In the thick of tax season, on Mar 25 the Internal Revenue Service finally weighed in on the du jour speculative investment bitcoin, declaring the digital “currency” is not a currency at all, but rather a property, and is thus subject to capital gains taxes.
This classification is fairly close to the other major economic power’s definition of bitcoin. China famously outlawed bitcoin for financial transactions, saying it was not a real currency, calling it instead a “special virtual commodity” that its citizens could invest in at their own risk. Russia similarly dismissed bitcoin as currency, saying the ruble is the only currency of Russia and bitcoin is a speculative commodity, or “money substitute.” Sweden took the most unusual approach, classifying bitcoin as “electronic art,” and thus putting it into the same class as a painting, while reinforcing the idea that virtual money is not money at all, but property.
In the US, even bitcoin’s most ardent proponents realize that getting it classified as a currency is a fantasy. When filing with the SEC to set up the first bitcoin ETF, the Winklevoss Twins called bitcoin a “digital commodity,” to be treated like gold made of ones and zeroes.
All this adds up to an unfortunate trade-off. Despite its decentralized nature, Bitcoin is increasingly being rigidly defined by the major governments of the world. And that rigid definition puts it squarely in the realm of assets. Assets that, like a stock or a commodity or even a cellar full of fine wines, are subject to federal taxes.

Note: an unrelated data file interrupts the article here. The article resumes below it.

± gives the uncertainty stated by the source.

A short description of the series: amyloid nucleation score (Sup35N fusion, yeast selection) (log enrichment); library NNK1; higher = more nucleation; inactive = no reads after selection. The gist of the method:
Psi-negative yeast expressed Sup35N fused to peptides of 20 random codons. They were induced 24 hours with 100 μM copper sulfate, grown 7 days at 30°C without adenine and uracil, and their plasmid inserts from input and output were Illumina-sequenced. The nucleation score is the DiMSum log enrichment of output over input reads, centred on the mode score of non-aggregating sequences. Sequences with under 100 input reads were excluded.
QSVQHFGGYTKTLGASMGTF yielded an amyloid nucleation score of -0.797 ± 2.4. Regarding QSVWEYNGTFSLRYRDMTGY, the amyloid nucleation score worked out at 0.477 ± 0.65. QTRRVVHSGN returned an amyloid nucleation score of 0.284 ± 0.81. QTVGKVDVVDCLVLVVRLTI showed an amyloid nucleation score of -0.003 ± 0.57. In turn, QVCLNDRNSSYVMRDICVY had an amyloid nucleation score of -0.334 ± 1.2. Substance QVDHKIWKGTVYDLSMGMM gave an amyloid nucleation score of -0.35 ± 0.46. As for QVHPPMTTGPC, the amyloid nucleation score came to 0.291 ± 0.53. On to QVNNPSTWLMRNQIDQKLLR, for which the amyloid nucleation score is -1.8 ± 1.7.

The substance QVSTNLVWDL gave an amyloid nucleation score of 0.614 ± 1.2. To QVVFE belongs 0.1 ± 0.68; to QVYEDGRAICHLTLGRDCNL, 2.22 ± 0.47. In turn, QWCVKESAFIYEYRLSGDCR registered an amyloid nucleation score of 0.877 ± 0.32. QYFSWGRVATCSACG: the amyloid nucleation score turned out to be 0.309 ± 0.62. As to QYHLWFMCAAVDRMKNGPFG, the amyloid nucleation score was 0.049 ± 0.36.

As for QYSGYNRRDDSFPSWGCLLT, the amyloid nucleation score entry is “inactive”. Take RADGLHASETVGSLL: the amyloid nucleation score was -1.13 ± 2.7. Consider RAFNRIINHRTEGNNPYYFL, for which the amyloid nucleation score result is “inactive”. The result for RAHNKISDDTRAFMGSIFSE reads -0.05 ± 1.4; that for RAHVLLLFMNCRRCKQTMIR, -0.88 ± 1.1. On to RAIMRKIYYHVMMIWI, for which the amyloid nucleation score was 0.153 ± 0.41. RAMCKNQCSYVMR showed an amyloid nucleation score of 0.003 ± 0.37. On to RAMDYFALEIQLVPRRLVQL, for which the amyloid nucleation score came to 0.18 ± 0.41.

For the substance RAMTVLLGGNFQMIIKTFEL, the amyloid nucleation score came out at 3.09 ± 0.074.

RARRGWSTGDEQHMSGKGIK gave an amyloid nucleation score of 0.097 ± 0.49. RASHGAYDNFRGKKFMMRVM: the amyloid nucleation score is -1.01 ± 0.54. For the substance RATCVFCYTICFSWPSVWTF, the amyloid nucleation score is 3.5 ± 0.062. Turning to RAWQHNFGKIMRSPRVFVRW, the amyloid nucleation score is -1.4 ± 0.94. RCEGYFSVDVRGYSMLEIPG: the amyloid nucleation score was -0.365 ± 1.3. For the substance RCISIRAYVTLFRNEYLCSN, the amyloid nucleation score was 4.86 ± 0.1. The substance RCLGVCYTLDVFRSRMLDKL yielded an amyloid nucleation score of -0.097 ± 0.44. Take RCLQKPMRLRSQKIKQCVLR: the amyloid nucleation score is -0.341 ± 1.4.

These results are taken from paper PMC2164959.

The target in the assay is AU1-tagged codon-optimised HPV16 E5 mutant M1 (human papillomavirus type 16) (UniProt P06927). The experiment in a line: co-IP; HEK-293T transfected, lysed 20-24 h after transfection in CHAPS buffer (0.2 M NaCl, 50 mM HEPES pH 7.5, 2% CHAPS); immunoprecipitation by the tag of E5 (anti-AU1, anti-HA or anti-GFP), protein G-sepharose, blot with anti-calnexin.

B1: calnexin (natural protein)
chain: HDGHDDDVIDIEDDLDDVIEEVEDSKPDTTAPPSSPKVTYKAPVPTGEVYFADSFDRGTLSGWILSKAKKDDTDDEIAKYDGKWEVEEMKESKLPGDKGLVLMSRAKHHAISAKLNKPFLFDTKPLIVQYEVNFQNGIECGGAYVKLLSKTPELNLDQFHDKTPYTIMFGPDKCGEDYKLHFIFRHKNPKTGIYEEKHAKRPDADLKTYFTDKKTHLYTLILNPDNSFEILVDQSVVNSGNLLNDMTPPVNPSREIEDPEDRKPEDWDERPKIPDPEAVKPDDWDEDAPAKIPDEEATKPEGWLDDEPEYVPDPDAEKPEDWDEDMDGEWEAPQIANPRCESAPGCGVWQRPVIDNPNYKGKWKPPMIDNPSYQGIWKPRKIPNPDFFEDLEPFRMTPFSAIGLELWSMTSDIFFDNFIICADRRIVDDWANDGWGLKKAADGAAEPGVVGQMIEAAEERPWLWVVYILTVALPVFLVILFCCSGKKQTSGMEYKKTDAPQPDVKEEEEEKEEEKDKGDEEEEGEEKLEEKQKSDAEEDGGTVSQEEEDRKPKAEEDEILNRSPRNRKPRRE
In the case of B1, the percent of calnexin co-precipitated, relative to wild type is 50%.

In short, this means that every time a person buys or sells bitcoins, they’re subject to the same taxes a person would who sold stock, or houses, or any other asset wherein they made a profit. It also means that exchanges based in the US that deal in bitcoin will be subject to the same restrictions as any other asset market.
The bitcoin evangelist-vaunted “zero transaction fees” on goods and services will become a moot point, as income generated via bitcoin will be subject to the same type of fees as if a real estate broker took in a house on trade. That is, the difference in value will be subject to capital gains taxes, which can amount to up to 20 percent.
This is especially problematic for an asset with a built-in deflationary bias. A person who attempts to spend a bitcoin that has appreciated in value will now be expected to calculate the profit they incurred sitting on that bitcoin (between purchase and spending) and report it to the IRS. It’s not hard to see this means bitcoins will be hoarded more than they already are, feeding further into itsstatus as a purely speculative ploy with no real world transaction feasibility.
What this doesn’t mean is that bitcoin will be going the way of the dodo anytime soon. Like any hyped investment – be it gold, real estate in Florida, or shares of Tesla Motors (TSLA) – as long as the die-hards believe enough, the asset will have value. No value as a currency, to be sure, but value nonetheless.